A family saga: In a stunning mountain valley ranch setting near Aspen, complex and dangerous family dynamics play out against the backdrop of the first big snowstorm of winter and an ... See full summary »
After his family is murdered in the 1880s, orphan Jeb Rand is raised by the Callum family on their nearby horse ranch. He remains haunted by this childhood trauma in a recurring nightmare of flashing spurs and confinement inside a trap door as his family is slaughtered. Widow Callum does her best to make Jeb feel loved as he is growing up, but the young man stubbornly maintains a sense of his own identity. While he has great affection for his foster-sister Thor, his relationship with her brother Adam is tenuous at best, especially when Jeb blames him for shooting a colt that he was riding. Although Mrs. Callum blames the incident on deer hunters, she is aware that the it was actually the attempted murder of the youngster by her brother-in-law Grant, a shadowy figure who, for vague reasons, is determined to harm Jeb. Jeb loses a coin flip with Adam, and becomes the designated family volunteer to fight in the Spanish-American War. Jeb returns a hero, but does not find happiness. ... Written by
Film was screened on May 31, 2013 at the Rubin Museum of Art in Manhattan, especially to showcase the acting of star Robert Mitchum and the way director Raoul Walsh displayed the influence of Orson Welles with the movie's "crushing angles and looming close-ups." Made after WWII, the movie dramatizes a veteran's return home--after the Spanish-American War--almost 50 years earlier. See more »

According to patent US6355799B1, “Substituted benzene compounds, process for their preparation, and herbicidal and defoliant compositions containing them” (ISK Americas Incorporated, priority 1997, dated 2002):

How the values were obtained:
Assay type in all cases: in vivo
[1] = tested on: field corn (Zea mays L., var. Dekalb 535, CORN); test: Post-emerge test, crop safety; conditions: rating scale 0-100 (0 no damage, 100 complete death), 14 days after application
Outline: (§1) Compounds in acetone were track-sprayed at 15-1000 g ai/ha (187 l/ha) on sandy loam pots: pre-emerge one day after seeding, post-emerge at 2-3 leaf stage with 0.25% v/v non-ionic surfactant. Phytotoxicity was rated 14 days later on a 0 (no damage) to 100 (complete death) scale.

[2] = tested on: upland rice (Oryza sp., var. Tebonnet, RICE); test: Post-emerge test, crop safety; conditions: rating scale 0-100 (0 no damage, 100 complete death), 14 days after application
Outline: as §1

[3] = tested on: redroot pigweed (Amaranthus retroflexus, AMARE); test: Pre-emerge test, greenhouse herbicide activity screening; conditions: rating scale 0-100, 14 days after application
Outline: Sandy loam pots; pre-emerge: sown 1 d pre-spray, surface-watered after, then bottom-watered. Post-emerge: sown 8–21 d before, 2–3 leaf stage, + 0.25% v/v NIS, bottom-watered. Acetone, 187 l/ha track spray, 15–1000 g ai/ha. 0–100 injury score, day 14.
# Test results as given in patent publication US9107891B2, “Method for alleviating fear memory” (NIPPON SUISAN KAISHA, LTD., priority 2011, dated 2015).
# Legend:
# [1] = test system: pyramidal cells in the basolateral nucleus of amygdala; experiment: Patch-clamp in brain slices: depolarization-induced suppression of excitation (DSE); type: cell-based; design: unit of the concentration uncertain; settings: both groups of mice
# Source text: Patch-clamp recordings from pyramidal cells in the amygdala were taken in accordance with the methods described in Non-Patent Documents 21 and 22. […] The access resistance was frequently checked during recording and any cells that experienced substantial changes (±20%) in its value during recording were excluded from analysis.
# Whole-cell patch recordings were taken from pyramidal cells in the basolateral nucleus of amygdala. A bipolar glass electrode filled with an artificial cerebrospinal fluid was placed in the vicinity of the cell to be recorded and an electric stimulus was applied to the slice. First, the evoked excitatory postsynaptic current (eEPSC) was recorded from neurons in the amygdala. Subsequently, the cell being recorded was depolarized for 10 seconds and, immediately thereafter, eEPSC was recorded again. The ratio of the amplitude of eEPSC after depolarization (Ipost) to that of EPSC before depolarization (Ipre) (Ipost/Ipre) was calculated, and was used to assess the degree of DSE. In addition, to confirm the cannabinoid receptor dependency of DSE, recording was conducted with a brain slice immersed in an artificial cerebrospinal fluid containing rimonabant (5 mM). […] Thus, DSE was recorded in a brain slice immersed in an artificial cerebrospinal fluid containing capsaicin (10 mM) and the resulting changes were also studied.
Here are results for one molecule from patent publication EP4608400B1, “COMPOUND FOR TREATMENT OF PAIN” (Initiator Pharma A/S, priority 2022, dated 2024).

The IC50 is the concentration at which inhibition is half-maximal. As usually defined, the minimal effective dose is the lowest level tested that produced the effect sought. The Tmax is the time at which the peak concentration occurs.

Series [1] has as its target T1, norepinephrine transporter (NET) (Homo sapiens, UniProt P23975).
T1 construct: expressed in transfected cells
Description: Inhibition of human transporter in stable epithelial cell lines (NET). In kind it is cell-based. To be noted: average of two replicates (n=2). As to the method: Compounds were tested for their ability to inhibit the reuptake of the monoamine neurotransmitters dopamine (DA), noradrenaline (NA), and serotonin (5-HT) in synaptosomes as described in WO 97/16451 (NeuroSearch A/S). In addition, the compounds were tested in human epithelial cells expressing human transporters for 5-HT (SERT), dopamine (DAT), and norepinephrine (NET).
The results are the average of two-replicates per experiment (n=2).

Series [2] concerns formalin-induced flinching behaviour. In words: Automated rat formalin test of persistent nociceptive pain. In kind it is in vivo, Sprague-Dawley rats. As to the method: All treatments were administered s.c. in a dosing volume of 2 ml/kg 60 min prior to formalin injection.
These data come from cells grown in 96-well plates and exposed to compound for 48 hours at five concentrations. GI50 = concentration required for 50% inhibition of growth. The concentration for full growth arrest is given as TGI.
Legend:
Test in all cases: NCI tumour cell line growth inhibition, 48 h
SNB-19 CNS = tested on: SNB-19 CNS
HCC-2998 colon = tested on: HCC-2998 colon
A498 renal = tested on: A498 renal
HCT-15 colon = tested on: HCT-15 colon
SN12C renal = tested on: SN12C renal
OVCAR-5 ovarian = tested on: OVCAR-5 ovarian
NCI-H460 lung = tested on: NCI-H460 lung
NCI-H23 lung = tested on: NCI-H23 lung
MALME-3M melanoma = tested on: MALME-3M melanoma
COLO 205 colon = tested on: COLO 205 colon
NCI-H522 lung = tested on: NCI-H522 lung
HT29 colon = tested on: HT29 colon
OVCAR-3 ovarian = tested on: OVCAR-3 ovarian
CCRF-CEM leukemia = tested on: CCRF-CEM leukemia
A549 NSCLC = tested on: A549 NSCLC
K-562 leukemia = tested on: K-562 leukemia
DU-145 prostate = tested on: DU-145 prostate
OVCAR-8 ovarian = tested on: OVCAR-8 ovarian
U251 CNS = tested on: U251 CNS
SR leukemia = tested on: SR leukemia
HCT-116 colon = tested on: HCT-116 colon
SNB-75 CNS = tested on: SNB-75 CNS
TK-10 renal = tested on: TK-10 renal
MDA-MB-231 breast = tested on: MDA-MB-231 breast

Although some of the outdoor vistas are breathtaking, the standard establishing shot of the ranch is shot indoors with a quite obvious painted canvas backdrop. See more »
One day I rode up in the butte country...
[Approaching the burned out shell of a cabin]
Came straight to this place just like I'd known the way. There was something in my life that ruined that house. That house was myself.
[Entering the charred remains]
I'd seen it a million times before... the fireplace... the trap door...
[Walking outside again]
Out back there was some cattle bones. All of a sudden I couldn't breathe, and then as I walked around the side, I came upon some unmarked ...
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This is not so much a Western as a film noir that happens to be set in New Mexico around the turn of the century. Dame Judith Anderson steals the film as both the catalyst of all that happens and, in many ways, its hero. Dean Jagger is marvelous as the villainous lawman who cannot leave well enough alone. Harry Carey Jr. scores with a memorable portrayal of a well-meaning milquetoast manipulated by Jagger.
The photography and editing (James Wong Howe and Christian Nyby) are topnotch film noir. Alan Hale (Sr.) is perfect as the wry gambler who recognizes Mitchum's talent and woos him as a partner. Mitchum does a fine job as the emotionally paralyzed Jeb who is basically decent but with a busted emotional compass, he allows himself to be led by the fates. Although I'm not normally a fan of the sleepy-eyed and laconic Mitchum, I thought his signature traits were used to excellent effect here, and well explained by the trauma that eats him apart so much inside that he is unwilling to stand up for himself. Teresa Wright is stunning as Mitchum's foster-sister-turned-object-of-lust-turned-true-love-tuned-would-be-executioner-turned-true love again. What a woman!
One thing that differentiates this 1947 film in my book as a noir not a western is that the two main women are anything but passive -- and even more so -- ANYTHING BUT madonnas or whores. They are unafraid to fire guns or stand up to militias. But they will fulfill what is in their hearts even when it means societal disapproval or death.
Although the plot is full of holes, the storytelling is excellent enough to overcome it. Great pacing too -- a really fun ride.
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